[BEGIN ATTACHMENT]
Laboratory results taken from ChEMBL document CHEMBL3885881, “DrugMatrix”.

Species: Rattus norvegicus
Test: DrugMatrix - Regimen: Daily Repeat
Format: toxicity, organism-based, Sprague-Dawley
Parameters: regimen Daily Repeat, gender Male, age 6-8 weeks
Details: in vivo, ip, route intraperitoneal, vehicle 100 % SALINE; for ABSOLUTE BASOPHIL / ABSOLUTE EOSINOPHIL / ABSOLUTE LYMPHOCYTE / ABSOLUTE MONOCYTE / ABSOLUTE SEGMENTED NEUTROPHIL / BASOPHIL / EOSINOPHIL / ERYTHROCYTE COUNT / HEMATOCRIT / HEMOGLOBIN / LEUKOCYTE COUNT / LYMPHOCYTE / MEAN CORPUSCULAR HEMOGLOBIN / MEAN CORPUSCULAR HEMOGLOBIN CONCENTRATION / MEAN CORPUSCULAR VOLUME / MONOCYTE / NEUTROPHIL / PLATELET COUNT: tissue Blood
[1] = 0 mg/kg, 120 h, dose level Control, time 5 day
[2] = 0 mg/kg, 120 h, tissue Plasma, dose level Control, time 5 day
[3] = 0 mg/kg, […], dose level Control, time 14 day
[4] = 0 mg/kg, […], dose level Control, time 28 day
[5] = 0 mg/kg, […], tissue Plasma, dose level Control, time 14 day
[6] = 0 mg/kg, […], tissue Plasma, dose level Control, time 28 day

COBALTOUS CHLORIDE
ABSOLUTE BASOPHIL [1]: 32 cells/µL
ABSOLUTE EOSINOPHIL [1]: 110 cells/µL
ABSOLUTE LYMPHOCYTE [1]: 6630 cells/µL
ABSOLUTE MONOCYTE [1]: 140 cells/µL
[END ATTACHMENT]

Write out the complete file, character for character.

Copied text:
Laboratory results taken from ChEMBL document CHEMBL3885881, “DrugMatrix”.

Species: Rattus norvegicus
Test: DrugMatrix - Regimen: Daily Repeat
Format: toxicity, organism-based, Sprague-Dawley
Parameters: regimen Daily Repeat, gender Male, age 6-8 weeks
Details: in vivo, ip, route intraperitoneal, vehicle 100 % SALINE; for ABSOLUTE BASOPHIL / ABSOLUTE EOSINOPHIL / ABSOLUTE LYMPHOCYTE / ABSOLUTE MONOCYTE / ABSOLUTE SEGMENTED NEUTROPHIL / BASOPHIL / EOSINOPHIL / ERYTHROCYTE COUNT / HEMATOCRIT / HEMOGLOBIN / LEUKOCYTE COUNT / LYMPHOCYTE / MEAN CORPUSCULAR HEMOGLOBIN / MEAN CORPUSCULAR HEMOGLOBIN CONCENTRATION / MEAN CORPUSCULAR VOLUME / MONOCYTE / NEUTROPHIL / PLATELET COUNT: tissue Blood
[1] = 0 mg/kg, 120 h, dose level Control, time 5 day
[2] = 0 mg/kg, 120 h, tissue Plasma, dose level Control, time 5 day
[3] = 0 mg/kg, […], dose level Control, time 14 day
[4] = 0 mg/kg, […], dose level Control, time 28 day
[5] = 0 mg/kg, […], tissue Plasma, dose level Control, time 14 day
[6] = 0 mg/kg, […], tissue Plasma, dose level Control, time 28 day

COBALTOUS CHLORIDE
ABSOLUTE BASOPHIL [1]: 32 cells/µL
ABSOLUTE EOSINOPHIL [1]: 110 cells/µL
ABSOLUTE LYMPHOCYTE [1]: 6630 cells/µL
ABSOLUTE MONOCYTE [1]: 140 cells/µL